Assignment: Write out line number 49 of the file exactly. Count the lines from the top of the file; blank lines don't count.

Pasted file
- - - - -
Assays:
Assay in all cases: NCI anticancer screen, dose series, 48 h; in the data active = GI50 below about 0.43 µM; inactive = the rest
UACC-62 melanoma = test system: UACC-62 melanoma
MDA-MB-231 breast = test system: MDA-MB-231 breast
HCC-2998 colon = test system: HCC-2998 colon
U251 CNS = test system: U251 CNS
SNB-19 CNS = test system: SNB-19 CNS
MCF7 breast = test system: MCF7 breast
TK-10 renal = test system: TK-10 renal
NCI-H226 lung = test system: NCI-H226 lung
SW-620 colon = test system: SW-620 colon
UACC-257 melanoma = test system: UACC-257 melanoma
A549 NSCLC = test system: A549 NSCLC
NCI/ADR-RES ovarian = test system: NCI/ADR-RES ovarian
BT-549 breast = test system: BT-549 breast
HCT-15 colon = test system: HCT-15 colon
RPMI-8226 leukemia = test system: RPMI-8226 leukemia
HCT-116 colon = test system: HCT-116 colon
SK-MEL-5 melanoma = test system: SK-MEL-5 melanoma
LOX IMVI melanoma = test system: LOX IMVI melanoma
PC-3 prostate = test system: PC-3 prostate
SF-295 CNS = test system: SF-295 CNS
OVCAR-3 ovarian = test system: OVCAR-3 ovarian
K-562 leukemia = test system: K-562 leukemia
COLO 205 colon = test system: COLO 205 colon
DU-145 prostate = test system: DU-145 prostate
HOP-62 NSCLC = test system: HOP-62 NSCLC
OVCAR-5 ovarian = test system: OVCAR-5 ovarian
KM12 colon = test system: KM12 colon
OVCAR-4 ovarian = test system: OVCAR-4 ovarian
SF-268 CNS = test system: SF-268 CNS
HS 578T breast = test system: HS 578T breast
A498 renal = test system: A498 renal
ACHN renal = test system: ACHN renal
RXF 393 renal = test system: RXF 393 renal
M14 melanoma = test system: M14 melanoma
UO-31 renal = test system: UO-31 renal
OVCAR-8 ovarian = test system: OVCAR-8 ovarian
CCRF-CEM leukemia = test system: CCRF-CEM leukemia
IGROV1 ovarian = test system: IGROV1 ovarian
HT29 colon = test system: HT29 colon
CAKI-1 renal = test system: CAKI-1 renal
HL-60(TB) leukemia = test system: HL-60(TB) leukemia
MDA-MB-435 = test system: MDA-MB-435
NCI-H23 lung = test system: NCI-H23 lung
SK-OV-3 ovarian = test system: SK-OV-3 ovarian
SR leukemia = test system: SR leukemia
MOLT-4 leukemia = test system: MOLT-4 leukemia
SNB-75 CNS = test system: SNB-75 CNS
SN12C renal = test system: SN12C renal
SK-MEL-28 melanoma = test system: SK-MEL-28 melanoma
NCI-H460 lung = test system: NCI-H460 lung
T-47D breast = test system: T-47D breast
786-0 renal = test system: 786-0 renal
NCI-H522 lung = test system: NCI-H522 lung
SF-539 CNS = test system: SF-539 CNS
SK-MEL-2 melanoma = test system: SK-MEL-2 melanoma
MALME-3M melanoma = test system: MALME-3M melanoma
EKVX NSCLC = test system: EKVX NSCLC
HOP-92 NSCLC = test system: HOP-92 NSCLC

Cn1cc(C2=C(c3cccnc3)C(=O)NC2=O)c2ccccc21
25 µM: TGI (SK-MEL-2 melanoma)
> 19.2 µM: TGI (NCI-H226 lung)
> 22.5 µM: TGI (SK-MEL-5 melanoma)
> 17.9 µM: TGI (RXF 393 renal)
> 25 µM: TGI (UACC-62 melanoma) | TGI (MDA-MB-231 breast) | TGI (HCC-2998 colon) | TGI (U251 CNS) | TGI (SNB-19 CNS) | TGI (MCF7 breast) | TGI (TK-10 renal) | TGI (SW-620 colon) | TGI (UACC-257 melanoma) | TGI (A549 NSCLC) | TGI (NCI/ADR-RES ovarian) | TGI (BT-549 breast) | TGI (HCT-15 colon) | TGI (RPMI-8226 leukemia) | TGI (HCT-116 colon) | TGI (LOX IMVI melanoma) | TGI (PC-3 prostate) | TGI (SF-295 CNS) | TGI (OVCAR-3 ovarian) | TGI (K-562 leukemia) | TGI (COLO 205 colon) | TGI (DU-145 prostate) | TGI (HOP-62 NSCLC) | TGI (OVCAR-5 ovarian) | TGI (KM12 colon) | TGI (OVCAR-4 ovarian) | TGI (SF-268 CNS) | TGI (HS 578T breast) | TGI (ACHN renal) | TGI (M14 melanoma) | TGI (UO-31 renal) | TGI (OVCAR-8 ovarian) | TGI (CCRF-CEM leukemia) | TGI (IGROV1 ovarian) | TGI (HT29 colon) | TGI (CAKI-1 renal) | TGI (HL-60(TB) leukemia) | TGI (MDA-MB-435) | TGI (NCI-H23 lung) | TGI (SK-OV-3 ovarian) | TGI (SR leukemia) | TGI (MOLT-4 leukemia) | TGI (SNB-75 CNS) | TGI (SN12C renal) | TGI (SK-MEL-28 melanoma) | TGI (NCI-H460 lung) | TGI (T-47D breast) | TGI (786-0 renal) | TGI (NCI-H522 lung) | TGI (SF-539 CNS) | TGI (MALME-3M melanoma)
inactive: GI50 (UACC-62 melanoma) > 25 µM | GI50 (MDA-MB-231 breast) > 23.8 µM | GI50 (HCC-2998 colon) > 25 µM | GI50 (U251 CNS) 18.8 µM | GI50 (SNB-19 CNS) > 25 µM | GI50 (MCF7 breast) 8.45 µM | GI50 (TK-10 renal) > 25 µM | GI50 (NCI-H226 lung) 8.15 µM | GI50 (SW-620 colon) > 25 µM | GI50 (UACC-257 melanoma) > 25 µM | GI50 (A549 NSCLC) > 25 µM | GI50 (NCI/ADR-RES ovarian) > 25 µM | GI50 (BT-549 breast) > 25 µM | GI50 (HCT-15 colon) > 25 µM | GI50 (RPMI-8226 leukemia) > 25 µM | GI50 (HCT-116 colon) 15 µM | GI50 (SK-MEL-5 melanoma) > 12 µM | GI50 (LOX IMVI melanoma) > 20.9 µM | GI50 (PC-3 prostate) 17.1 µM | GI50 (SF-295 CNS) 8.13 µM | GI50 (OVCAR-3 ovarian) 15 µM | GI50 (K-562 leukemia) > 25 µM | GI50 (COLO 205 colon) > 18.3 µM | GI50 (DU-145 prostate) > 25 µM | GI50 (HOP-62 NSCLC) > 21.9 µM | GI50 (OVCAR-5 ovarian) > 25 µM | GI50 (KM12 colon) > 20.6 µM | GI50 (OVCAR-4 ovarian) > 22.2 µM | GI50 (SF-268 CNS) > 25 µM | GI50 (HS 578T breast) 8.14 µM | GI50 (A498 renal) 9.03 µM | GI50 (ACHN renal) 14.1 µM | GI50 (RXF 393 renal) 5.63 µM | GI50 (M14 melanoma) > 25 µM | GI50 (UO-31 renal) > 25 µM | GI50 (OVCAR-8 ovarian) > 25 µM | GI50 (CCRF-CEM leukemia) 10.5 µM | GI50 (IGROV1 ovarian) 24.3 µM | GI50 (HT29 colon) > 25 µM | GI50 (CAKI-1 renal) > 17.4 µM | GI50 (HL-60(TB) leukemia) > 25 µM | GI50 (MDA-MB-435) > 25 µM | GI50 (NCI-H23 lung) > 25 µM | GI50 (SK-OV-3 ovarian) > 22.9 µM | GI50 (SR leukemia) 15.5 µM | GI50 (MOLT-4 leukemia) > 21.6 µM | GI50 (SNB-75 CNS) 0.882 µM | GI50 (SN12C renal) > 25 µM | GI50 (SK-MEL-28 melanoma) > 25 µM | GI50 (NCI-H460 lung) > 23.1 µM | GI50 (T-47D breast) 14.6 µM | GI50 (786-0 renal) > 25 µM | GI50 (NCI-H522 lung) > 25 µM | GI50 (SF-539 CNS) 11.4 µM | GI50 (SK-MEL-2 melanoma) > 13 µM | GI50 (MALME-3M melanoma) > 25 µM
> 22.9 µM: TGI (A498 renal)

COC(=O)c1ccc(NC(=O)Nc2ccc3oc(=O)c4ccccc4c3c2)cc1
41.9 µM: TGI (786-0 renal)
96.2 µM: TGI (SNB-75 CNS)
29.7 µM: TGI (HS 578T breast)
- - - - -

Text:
SNB-75 CNS = test system: SNB-75 CNS